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Washington is home to a diverse economy with a broad range of industries, including agriculture, aerospace, health care, retail, technology, and more. Based on recent labor market analysis, Washington has added more than 500,000 jobs since the early months of the COVID-19 pandemic; another 500,000 are expected by the end of this decade. By 2031, 72% of jobs in our state will require a post-high school credential, such as a two- or four-year degree, apprenticeship, or industry-aligned certificate or license. Yet it’s estimated that just 40% of our students are are on track to complete them.

How can students explore and plan an education-to-career pathway that’s right for them to prepare for career success? Building and revising their High School and Beyond Plan can help.

Using the Plan as a guide to make decisions, students, counselors, teachers, families, and community organizations can work together to help students better understand the range of post-high school education opportunities available and how they connect with students’ interests, classes, activities, and potential future career paths.

How can you make the Plan work for you? We have information and resources to answer your questions, whether you are a student, a parent or guardian, or a teacher.

What is the High School and  Beyond Plan?

What is the High School and Beyond Plan?

The High School and Beyond Plan is a multi-year process that supports students in exploring their interests, planning high school classes that are aligned to those interests, and tracking work and other relevant experience, graduation status, and achievements. Students take interest surveys, talk with professionals, research job ideas and more to understand careers that might fit their interests and values. The Plan process helps students select and complete the graduation pathway requirement, and it offers opportunities to explore the range of post-high school education and training opportunities, including two- and four-year degrees, apprenticeships, military service, and industry-aligned certificates and licenses. Students also learn about financial aid resources.

I’m a parent or guardian. How should I be involved with my child’s Plan process?

Regularly reviewing and updating the Plan with your child throughout middle and high school is one step you can take. Check in with your student about their Plan regularly – consider asking if you can see it and what your child is doing now to meet their goals. Use this tool to support conversations with your student about their plans after high school. For more information: talk with your student’s teachers and school counselor, look at your school district’s website, and connect with community organizations you trust.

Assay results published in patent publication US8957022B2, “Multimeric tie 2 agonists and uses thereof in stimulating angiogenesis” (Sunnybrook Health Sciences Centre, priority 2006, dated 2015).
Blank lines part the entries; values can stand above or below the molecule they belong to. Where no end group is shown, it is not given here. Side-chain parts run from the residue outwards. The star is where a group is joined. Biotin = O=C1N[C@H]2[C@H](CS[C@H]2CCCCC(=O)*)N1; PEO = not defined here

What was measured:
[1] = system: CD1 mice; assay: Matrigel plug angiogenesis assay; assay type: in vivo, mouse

I’m a teacher. What is my role with the High School and Beyond Plan?

All school staff can play a role in supporting students on their education-to-career path. Use your students’ High School and Beyond Plans to understand their interests, and with these contexts in mind, you’ll be able to engage them more deeply with what they are learning in class and help them picture how it could apply to their future. When students feel anxious about the future or think school is not for them, the Plan process can provide a sense of hope and motivation. Seeing a tangible future ahead that is fulfilling and meaningful can improve students’ wellbeing and engagement in school and in life. Learn more at

I’m a student. What can the High School and Beyond Plan do for me?

School is a busy time, and keeping track of everything can be overwhelming. The High School and Beyond Plan can help you choose classes and get involved in activities to discover and prepare for possible jobs that would be a good fit for your interests. Whether you have a clear picture of your future career or if you have many career aspirations, a little planning in high school can go a long way toward getting you ready for future careers. If you have no idea what your future looks like, that’s okay! The Plan process can help you explore, learn about yourself, and give you ideas. It’s also okay if you change your mind over time as you grow and try new things. Find more resources here.

When do students start working on the Plan?

When do students start working on the Plan?

Students begin their Plans by 8th grade. Each school determines specific timing and activities that students use to launch and refine their Plans during school time.

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